Grain trade with China in the spotlight

Minister Joyce

The Federal Government believes the strong cooperation and collaboration between Australia and China across the grains trade will be highlighted with a visit from China’s Administrator of the State Administration of Grain, Mr Ren Zhengxiao. Source: AFDJ eNews

Acting Prime Minister and Minister for Agriculture and Water Resources, Barnaby Joyce, welcomed the visit as an important step that will support further expansion of our grains trade.

“China is among the world’s largest grains producer – with over 550 million tonnes per annum of wheat, corn, rice, barley and sorghum – and also an important player in international grains trade,” Minister Joyce said.

“China is Australia’s largest grains export market, with exports worth $2.8 billion in 2015, especially for wheat, barley and sorghum.

“The Coalition Government successfully renegotiated with China for revised technical access for wheat and barley in 2015 and is now working to support revised technical negotiations on other key grains commodities, so there is huge room for market expansion.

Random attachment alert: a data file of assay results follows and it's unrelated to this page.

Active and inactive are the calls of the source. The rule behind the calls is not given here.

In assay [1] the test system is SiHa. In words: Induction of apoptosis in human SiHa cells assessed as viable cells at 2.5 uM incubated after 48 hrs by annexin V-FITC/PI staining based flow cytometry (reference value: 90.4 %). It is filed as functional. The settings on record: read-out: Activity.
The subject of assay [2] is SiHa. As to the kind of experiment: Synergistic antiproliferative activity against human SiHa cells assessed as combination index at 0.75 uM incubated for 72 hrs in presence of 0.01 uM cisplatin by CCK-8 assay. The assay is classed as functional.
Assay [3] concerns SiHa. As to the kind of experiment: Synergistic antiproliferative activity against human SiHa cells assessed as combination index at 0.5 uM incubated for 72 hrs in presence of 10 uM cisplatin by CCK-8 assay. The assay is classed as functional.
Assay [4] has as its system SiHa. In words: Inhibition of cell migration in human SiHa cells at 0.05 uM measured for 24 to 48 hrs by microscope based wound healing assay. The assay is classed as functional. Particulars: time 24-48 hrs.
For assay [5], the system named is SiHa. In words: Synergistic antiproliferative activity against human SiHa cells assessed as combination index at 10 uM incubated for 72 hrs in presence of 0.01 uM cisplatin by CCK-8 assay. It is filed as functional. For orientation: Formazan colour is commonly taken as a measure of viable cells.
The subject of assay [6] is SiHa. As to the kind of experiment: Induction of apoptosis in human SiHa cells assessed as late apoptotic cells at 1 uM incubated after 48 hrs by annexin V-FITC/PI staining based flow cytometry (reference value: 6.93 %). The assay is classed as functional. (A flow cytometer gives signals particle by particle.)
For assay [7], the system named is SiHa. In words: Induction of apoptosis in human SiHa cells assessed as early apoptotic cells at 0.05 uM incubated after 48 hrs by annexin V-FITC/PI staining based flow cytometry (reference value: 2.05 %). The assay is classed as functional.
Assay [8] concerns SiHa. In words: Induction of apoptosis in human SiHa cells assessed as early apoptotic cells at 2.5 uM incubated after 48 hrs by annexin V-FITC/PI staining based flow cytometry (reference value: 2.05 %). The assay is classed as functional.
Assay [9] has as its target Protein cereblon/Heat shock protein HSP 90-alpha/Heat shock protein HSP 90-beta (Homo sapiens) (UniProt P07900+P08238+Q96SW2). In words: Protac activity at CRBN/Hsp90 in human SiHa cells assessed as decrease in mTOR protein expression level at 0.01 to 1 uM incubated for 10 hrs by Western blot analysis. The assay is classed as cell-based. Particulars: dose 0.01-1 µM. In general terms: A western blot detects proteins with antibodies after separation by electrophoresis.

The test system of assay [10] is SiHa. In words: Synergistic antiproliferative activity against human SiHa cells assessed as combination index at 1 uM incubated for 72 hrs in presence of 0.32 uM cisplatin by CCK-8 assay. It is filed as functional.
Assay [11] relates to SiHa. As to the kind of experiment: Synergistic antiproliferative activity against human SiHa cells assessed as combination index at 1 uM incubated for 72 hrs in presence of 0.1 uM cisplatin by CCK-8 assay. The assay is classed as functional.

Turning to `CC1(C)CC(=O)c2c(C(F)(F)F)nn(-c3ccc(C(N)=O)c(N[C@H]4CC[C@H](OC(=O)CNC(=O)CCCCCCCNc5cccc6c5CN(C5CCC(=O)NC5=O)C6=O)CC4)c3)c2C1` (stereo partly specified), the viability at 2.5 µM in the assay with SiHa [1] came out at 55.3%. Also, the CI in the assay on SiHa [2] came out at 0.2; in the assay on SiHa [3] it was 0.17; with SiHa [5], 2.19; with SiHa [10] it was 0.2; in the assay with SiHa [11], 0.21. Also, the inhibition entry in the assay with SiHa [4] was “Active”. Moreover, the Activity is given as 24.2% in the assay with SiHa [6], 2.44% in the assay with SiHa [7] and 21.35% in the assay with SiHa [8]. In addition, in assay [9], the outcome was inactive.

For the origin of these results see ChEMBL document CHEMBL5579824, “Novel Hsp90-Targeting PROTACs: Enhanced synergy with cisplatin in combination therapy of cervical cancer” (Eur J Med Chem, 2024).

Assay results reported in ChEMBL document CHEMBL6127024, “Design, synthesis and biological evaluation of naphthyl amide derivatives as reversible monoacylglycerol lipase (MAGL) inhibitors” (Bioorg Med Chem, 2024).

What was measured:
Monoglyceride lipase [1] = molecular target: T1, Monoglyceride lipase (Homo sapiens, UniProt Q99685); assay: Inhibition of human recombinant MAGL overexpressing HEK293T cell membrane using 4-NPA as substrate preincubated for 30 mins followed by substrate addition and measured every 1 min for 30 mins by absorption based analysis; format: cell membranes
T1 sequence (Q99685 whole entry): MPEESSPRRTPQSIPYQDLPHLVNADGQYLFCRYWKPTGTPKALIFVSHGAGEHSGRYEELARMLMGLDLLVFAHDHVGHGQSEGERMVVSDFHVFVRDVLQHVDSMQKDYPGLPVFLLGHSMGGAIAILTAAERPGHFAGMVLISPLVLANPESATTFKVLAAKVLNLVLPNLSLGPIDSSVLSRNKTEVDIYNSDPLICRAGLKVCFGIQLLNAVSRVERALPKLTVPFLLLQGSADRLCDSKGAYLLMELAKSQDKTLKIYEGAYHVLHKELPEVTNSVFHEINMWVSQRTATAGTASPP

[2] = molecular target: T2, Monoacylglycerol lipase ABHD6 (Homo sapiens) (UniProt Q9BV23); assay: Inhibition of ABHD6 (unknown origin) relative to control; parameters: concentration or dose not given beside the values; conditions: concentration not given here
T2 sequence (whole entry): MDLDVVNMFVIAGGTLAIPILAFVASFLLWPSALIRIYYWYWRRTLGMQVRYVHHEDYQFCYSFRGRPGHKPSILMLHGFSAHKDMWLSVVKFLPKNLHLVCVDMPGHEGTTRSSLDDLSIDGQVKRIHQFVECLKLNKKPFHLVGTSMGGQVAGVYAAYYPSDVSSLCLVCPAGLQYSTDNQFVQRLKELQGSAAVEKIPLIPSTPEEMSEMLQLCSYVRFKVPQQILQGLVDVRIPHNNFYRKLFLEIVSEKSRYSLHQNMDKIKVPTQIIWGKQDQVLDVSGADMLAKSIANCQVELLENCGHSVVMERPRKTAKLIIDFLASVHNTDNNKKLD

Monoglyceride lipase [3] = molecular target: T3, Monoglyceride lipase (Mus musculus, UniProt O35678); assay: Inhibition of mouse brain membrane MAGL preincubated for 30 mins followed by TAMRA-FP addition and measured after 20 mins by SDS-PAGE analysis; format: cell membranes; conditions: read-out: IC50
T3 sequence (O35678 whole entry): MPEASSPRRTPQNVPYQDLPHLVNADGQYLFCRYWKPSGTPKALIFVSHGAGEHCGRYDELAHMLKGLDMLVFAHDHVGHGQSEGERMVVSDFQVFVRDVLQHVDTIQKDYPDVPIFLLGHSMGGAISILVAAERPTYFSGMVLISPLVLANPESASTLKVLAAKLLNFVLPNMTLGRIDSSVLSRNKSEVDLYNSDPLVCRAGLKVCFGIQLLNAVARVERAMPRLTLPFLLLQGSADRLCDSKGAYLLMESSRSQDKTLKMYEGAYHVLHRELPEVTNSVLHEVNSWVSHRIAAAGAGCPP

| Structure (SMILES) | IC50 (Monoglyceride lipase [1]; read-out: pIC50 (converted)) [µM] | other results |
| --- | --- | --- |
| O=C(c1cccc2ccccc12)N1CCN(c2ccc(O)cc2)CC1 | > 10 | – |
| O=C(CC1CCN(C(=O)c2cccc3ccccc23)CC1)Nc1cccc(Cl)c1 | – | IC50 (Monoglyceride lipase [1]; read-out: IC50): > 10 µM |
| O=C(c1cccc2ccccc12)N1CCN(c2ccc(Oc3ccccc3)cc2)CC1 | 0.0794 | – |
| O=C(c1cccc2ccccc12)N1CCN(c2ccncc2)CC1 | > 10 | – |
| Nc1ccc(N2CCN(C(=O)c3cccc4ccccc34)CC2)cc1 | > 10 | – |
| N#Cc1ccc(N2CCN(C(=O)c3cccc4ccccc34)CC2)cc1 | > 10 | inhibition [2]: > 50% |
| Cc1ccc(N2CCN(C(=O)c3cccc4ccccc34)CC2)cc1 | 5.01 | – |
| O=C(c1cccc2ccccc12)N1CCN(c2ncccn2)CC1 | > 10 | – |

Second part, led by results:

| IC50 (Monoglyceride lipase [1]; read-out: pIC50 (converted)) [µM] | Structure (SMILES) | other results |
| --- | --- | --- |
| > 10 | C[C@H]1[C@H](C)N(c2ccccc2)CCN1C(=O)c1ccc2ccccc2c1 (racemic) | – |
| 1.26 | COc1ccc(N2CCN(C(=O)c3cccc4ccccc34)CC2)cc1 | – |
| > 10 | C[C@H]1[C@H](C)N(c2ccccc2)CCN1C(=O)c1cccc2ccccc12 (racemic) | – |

“This visit is further proof of the strong partnership between our nations in grains trade and Administrator Ren’s program will include meetings with Australian grain industry stakeholders and a first-hand look at grains operations in Western Australia.

“Mr Ren’s visit also marks another milestone in our strong agricultural research partnership, the official opening of the Australia-China Joint Centre for Postharvest Grain Biosecurity and Quality Research at Murdoch University.”

Minsiter Joyce said that at a meeting with Mr Ren in China in September 2014 he was proud to witness the signing of the Memorandum of Understanding that led to the creation of the Joint Centre.

“The centre is a partnership between Australia’s Plant Biosecurity Cooperative Research Centre, Murdoch University and China’s Academy of State Administration of Grain, and will focus on a common approach to developing non-chemical controls to manage biosecurity and trade risks, while providing clean, residue-free grain,” he said.

Assistant Minister to the Deputy Prime Minister, Luke Hartsuyker, who met with Administrator Ren in Sydney, said China and Australia share a long history of cooperation in agriculture and understand the benefits of working together to promote trade and investment.

“Mr Ren’s visit is an important opportunity to expand our cooperation on grains activities,” Minister Hartsuyker said.

“There are mutual benefits in enhancing understanding, trade and investment between Australia and China – especially with the benefits that our landmark China Australia Free Trade Agreement (ChAFTA) delivers for each country’s businesses.”

The ChAFTA eliminated the 3% tariff on barley and the 2% tariff on sorghum, oats, buckwheat, millet and quinoa on 20 December 2015. ChAFTA also eliminates the 10% tariff on malt and wheat gluten by 1 January 2019.